Clinical trial begins on ultrasound in combination with tPA to treat acute ischemic stroke

An international, Phase III clinical trial studying ultrasound in combination with a clot-busting medication to treat acute ischemic stroke has begun at The University of Texas Health Science Center at Houston (UTHealth).

The randomized, double-blinded, placebo-controlled trial will recruit 830 patients in approximately 60 sites around the world. The UTHealth Medical School site was the first in the world to enroll a patient, Enrique Chapa, 75, of Houston.

The only current therapy for stroke caused by a blood clot in an artery is intravenous tissue plasminogen activator (tPA). The ability of transcranial Doppler ultrasound energy to facilitate the break down of blood clots was noted first at UTHealth and results of a Phase 2 safety and efficacy study were published in the New England Journal of Medicine in 2004.

"We hope this will be the definitive trial to see if the delivery of ultrasound in combination with tPA results in better outcomes than the use of tPA alone," said Andrew Barreto, M.D., assistant professor of neurology at the UTHealth Medical School and the North American principal investigator for the trial. "We will be assessing if the treatment leads to less disability and more independence for stroke victims."

The trial is called Combined Lysis of Thrombus with Ultrasound and Systemic Tissue Plasminogen Activator (tPA) for Emergent Revascularization in Acute Ischemic Stroke (CLOTBUST-ER). It uses UTHealth technology licensed to Cerevast Therapeutics, Inc., which developed an operator-independent head frame that delivers ultrasound through 16 individual probes. The device, called ClotBust-ERTM, recently underwent an NIH-sponsored Phase II safety study. A sham device is used for the placebo-controlled portion of the trial.

Because the trial is blinded, no one knows if Chapa received the actual ultrasound or the sham device, but his family didn't hesitate to enroll him after he collapsed at home Monday, May 20.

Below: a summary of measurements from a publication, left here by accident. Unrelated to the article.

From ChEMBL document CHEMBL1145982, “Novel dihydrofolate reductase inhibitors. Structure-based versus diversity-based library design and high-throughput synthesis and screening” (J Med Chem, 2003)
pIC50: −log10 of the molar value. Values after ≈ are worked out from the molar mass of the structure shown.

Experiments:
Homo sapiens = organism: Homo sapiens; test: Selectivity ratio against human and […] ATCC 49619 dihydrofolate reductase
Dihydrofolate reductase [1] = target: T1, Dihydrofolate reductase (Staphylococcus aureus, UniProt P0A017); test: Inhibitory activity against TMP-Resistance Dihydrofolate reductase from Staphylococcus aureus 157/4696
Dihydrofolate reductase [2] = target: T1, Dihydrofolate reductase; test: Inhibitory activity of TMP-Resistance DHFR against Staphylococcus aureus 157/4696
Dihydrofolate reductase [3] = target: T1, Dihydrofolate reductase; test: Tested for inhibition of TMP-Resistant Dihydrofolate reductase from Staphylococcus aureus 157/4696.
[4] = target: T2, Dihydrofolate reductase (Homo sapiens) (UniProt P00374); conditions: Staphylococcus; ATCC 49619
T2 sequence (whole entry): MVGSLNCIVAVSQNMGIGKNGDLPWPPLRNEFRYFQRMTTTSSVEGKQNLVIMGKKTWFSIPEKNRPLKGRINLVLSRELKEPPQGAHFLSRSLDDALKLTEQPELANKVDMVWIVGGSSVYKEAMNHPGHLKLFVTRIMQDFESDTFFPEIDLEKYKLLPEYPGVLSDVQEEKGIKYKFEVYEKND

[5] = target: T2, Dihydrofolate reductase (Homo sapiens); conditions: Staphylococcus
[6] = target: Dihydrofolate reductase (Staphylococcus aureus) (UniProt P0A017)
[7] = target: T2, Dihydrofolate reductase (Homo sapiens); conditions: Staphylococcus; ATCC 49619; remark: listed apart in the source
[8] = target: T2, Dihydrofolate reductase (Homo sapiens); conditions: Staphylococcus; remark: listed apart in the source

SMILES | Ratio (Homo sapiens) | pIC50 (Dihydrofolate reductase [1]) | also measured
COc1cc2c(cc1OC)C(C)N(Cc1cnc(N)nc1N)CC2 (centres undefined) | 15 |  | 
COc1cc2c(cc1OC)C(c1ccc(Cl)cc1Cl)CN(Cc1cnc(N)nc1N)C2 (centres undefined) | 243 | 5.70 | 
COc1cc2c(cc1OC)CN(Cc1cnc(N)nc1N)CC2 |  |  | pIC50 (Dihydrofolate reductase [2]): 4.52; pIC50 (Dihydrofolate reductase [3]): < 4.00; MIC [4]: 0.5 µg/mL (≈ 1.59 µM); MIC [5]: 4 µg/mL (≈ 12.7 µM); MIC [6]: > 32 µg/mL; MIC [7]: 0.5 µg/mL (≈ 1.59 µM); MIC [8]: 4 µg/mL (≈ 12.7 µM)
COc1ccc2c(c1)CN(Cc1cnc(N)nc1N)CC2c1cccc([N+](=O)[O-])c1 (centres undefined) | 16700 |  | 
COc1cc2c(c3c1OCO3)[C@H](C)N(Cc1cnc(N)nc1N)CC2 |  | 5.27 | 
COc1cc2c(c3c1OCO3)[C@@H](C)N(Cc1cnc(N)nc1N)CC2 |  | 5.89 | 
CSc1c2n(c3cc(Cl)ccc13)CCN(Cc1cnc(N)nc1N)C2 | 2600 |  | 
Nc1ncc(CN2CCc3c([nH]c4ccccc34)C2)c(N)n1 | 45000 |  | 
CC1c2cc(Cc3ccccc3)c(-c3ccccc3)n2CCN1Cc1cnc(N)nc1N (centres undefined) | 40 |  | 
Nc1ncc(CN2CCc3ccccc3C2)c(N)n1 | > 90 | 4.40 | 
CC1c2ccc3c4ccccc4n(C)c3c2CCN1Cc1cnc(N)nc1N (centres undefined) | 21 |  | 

"He was watching the Astros and when he went to stand up, he just fell in slow motion," said his wife Tommie Chapa. "He thought his ankle gave out on him but my son Richard noticed that he couldn't move his right leg and thought he was having a stroke so we called 911."

The study's research assistant, Hari Indupuru, explained the study to them while Chapa was in the emergency room at Memorial Hermann-Texas Medical Center.

"Hari told us what they would do. He explained that it would massage the area and help the medicine work faster," Chapa's son Michael Chapa said. "We thought that even if he didn't get the ultrasound, if it's something to help in the future, great, I'm all for it. You'll do anything that will help your father get back healthy."

By the following Saturday, Enrique Chapa began to feed himself, communicate with family members and work the television control. He is currently receiving rehabilitation.

Barreto said the head frame device makes the application of the ultrasound easier. "The first safety study was done with a diagnostic handheld probe placed against the temple and medical personnel had to be trained to properly administer the ultrasound," Barreto said. "Now with Cerevast's device, the operator-independent head frame can be placed on the head with minimal training by any emergency room staff member."

The Phase II study published in the November, 2004 issue of the New England Journal of Medicine was led by Andrei V. Alexandrov, M.D., while he was at UTHealth. Results showed a 38 percent rate of arterial recanalization using ultrasound and tPA, compared 13 percent recanalization with tPA alone.


The opinions expressed here are the views of the writer and do not necessarily reflect the views and opinions of News Medical.
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